After a series of delays, the Rigas family, which controls Adelphia Communications Corp., has agreed to buy Daniels Cablevision Inc., a system in Carlsbad and Desert Hot Springs, Calif., from the estate of cable pioneer Bill Daniels.
Adelphia will operate the 60,000-subscriber system, but its owner will be Highland Carlsbad Cablevision Inc., a closely held company controlled by Adelphia chairman John Rigas and members of his family.
The MSO was supposed to close the deal several months ago. It was put on the back burner, however, as Adelphia concentrated on two larger acquisitions-its $1.5 billion purchase of Cablevision Systems Corp.'s Cleveland operations and its $860 million acquisition of GS Communications Inc. Those deals have not been finalized, but are expected to close during the fourth quarter.
The Rigases may have moved slowly because Moody's Investors Service downgraded Adelphia's corporate debt last month. The bond-rating agency said the MSO "has placed notably greater financial strain on its balance sheet over the past year by continuing to effect acquisitions at increasingly higher purchase prices per subscriber with predominately debt financing."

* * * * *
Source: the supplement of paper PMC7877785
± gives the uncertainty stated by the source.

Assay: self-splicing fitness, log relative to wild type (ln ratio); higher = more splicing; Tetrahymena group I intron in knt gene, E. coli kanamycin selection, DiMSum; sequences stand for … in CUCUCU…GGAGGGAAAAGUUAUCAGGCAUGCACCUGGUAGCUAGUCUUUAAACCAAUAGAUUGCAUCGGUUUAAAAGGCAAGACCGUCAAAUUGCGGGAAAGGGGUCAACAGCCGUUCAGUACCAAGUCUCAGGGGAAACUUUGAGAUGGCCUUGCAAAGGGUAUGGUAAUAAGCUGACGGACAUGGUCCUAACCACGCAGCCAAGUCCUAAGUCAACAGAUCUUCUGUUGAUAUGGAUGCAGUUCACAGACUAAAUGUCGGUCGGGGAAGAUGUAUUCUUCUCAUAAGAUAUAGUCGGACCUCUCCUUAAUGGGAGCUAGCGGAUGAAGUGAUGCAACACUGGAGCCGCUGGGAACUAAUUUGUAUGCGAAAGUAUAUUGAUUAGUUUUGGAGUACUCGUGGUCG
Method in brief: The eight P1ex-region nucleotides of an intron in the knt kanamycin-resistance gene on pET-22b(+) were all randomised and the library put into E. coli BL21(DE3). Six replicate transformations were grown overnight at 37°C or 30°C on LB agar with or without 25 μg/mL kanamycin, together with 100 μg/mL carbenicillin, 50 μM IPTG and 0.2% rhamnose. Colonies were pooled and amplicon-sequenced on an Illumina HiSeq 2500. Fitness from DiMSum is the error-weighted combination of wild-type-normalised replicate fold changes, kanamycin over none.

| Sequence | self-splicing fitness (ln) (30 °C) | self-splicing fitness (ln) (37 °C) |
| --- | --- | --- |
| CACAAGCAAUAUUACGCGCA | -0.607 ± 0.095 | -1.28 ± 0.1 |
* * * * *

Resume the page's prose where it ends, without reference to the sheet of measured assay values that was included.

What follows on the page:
Pressure on the debt markets may have forced the Rigas family to make the acquisition through Highland rather than Adelphia, said UBS Warburg LLC group head for wireline telecom, cable TV and Internet/data Aryeh Bourkoff.
"The Rigas family is demonstrating it continues to believe in the value of high-quality cable systems and it also recognizes that in this market, it would be difficult to finance at higher valuations," Bourkoff said. "In a better market, the company would have preferred to finance through the Adelphia entity."
Bourkoff said Highland is likely to pay Adelphia a management fee for running the systems, probably equal to 5 percent of Daniels Cablevision revenue.
Adelphia would not disclose the purchase price of the Daniels system, but it has been rumored at about $6,200 per subscriber, which would put the total sales price at $370 million.
Bourkoff estimated the deal was done at $5,000 to $6,000 per subscriber.
One industry observer said the high price was probably the main reason for purchasing the Daniels system through Highland. Because Highland is not a publicly traded company, the Rigases will not have to disclose the purchase price in securities filings.
The Daniels systems are said to be well run and in excellent shape, which would help account for their high price. On average, cable systems have been selling for $4,500 to $5,000 per subscriber.
Adelphia was one of several bidders; others reportedly in the running were Cox Communications Inc., Time Warner Cable and Comcast Corp.
Carlsbad is about 31 miles north of San Diego and 86 miles south of Los Angeles. Desert Hot Springs is about 110 miles east of Los Angeles.
Adelphia has more than 1 million Los Angeles-area subscribers it acquired through its $5.2 billion purchase of Century Communications Inc. last year.